Incoming Cardiovascular Medicine Fellows
Dr. Bell was born and raised in Denver, Colorado and attended college at the University of Colorado - Boulder where she had the opportunity to work with Dr. Tom Cech investigating telomerase biochemistry. She completed her MD at Vanderbilt University Medical School, during which she spent a year as a Howard Hughes Medical Investigator research fellow researching melanomagenesis through the lens of genetics and stem cell biology. She then trained in internal medicine at Stanford University Hospital before continuing her clinical training in cardiology. She plans to pursue a career as a physician-scientist, leveraging her prior research experiences to investigate the process of atherogenesis and determinants of smooth muscle cell fates leading to clinically significant vascular disease.
Dr Elezaby attended college at the University of Arizona, where he studied molecular and cellular biology. He graduated from the MD-PhD program at Boston University, with a dissertation focus on the effects of diet on mitochondrial function and oxidative stress in the heart. He completed residency training in internal medicine at Stanford as part of the Translational Investigator Program, and intends to pursue a career studying cardiac metabolism with a clinical focus on heart failure.
Dr. Gerber was born and raised in Baltimore, Maryland where he graduated from the University of Maryland with a Bachelor of Science in Neurobiology & Physiology. He earned his medical degree at the George Washington University School of Medicine in Washington, DC before traveling west to Stanford for internal medicine residency and cardiology fellowship training. During fellowship, he created Stanford's institutional database of cardiac ICU and percutaneous mechanical circulatory support patients and joined the nationwide Critical Care Cardiology Trial Network registry in order to more rigorously investigate this critically ill patient population. After cardiology fellowship, Dr. Gerber plans to obtain additional sub-specialization in critical care to prepare for an academic career with a clinical and research focus in optimizing the delivery of cardiac intensive care.
Dr. Ning was born in China, but she grew up mostly in Texas. She went to the University of Texas at Austin for undergrad and received her PharmD degree at the College of Pharmacy. She received her MD degree from UT Southwestern Medical Center and moved to California for Internal Medicine residency at Stanford. Dr. Ning plans to continue her training as a cardiology fellow at Stanford. She is passionate about both cardiology and oncology and thoroughly enjoys taking care of these patient populations. Subsequently, she has completed several research projects and publications in both fields. She hopes to combine her clinical and research interests by contributing to the growth of the field of cardio-oncology. She hopes she can also use her pharmacology background to better understand the complex pharmacokinetics and pharmacodynamics involving oncology therapies and cardiotoxicity. She is particularly interested in the role of noninvasive imaging to help identify these patients that may be at risk for cardiotoxicity.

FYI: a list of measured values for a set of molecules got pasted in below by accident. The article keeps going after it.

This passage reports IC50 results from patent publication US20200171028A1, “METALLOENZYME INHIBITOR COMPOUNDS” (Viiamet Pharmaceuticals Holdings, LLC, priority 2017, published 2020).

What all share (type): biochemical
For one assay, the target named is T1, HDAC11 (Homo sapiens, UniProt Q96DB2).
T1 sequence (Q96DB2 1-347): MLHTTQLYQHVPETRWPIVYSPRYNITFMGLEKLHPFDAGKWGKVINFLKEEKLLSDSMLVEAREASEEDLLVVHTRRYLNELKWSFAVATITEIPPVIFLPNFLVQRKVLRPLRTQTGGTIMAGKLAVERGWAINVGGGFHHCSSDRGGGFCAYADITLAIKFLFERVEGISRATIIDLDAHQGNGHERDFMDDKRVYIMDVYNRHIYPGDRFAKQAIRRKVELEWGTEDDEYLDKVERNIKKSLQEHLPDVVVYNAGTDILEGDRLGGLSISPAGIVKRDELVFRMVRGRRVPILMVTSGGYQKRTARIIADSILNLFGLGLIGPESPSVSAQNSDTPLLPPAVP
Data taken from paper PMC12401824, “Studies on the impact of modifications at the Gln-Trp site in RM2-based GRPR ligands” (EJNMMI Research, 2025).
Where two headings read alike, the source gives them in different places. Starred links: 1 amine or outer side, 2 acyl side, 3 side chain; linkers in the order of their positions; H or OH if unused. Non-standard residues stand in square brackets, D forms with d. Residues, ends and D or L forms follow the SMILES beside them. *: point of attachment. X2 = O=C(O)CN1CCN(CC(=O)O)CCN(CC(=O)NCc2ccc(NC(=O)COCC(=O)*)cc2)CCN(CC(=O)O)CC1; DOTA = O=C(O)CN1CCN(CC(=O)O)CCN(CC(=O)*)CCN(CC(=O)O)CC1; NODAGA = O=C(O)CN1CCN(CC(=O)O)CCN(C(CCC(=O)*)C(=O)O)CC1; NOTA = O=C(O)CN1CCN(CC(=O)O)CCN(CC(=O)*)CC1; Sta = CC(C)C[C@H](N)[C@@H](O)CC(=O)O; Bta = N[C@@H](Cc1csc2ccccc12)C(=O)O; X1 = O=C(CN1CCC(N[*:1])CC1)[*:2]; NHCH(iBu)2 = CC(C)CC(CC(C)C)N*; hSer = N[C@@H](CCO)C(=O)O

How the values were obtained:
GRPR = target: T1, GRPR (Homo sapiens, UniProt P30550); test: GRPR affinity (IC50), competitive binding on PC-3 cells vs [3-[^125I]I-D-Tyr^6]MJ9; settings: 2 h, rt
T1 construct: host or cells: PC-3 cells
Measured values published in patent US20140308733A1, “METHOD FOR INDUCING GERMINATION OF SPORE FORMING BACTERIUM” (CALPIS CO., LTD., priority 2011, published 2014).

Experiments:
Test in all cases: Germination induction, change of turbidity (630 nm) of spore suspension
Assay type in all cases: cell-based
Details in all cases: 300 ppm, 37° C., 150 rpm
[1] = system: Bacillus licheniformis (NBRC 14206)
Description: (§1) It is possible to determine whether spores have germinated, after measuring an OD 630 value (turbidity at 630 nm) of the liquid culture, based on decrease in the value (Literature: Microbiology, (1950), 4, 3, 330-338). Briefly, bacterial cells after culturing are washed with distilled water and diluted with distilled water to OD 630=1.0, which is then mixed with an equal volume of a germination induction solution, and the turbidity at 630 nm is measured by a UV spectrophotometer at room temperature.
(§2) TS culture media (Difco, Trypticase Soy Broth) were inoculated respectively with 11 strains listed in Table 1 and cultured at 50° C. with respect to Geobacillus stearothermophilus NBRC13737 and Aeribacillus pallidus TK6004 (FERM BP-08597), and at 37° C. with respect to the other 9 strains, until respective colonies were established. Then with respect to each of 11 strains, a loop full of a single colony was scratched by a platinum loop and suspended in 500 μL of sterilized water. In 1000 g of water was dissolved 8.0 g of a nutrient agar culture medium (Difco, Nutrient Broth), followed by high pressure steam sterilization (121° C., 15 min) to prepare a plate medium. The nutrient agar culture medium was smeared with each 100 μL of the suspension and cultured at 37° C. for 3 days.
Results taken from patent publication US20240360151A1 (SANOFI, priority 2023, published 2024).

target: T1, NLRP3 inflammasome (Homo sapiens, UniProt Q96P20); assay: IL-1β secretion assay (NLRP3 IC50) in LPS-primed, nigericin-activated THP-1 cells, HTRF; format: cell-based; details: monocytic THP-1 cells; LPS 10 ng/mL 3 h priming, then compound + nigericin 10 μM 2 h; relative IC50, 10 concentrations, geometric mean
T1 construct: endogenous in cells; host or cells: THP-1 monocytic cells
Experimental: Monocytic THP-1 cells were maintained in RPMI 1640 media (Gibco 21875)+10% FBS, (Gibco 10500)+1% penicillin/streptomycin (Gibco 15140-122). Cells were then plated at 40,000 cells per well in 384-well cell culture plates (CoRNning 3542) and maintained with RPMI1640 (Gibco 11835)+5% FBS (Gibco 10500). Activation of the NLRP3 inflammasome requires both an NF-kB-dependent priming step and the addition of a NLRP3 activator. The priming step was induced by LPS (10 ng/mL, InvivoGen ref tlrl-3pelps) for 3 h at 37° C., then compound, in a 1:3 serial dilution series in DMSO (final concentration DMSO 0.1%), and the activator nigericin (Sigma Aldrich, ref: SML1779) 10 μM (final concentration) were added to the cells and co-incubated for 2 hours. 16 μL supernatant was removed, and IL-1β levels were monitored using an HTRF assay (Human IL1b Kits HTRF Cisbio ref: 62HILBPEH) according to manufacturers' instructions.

Dr. Weldy received his MD from Duke University and came to Stanford as an internal medicine resident and member of the Stanford Translational Investigator Program (TIP). Prior to medical school, Dr. Weldy completed his PhD in Toxicology at the University of Washington (UW) where his research focused on genetic determinants of antioxidant biosynthesis, redox biology, and vascular function in response to inhaled toxicants. Dr. Weldy then completed a postdoctoral fellowship at the UW Division of Cardiology where he studied the relationship between cardiac development and adult heart failure. His work led to the discovery that in utero exposure to air pollution increases adult susceptibility to heart failure in mice. As a resident at Stanford, he has conducted research investigating how global profiles of circulating miRNA can predict RV failure in adult patients with tetralogy of Fallot. Dr. Weldy plans a career as an academic clinical cardiologist and basic scientist with the goal of elucidating novel mechanisms of disease by characterizing the relationship between the developing heart and adult cardiovascular disease.
Dr. Sanchez grew up in Barquisimeto, Venezuela. He attended college and medical school at the University of Arizona in Tucson. He did Internal Medicine training at Brigham & Women’s Hospital, research under the tutelage of the Thrombolysis in Myocardial Infarction (TIMI) group, and was Chief Resident from 2018-2019. He is broadly interested in Cardiology Critical Care and mechanical circulatory support. His research centers on clinical outcomes of the complex patient composition in the modern Cardiovascular Intensive Care Unit. He is now a fellow at Stanford and plans to pursue a career in Critical Care and Cardiovascular academic medicine.
Dr. James Tooley was born and raised in Tucson, Arizona. He attended Johns Hopkins University where he graduated with honors with a degree in Biophyiscs. He received his MD and MHS from Yale School of Medicine, where he graduated cum laude and was a Howard Hughes Medical Institute research fellow. He completed his Internal Medicine residency training at Stanford. He is interested electrophysiology, ECGs, and research using the electronic healthcare record. James plans to have an academic career as a clinical investigator practicing electrophysiology.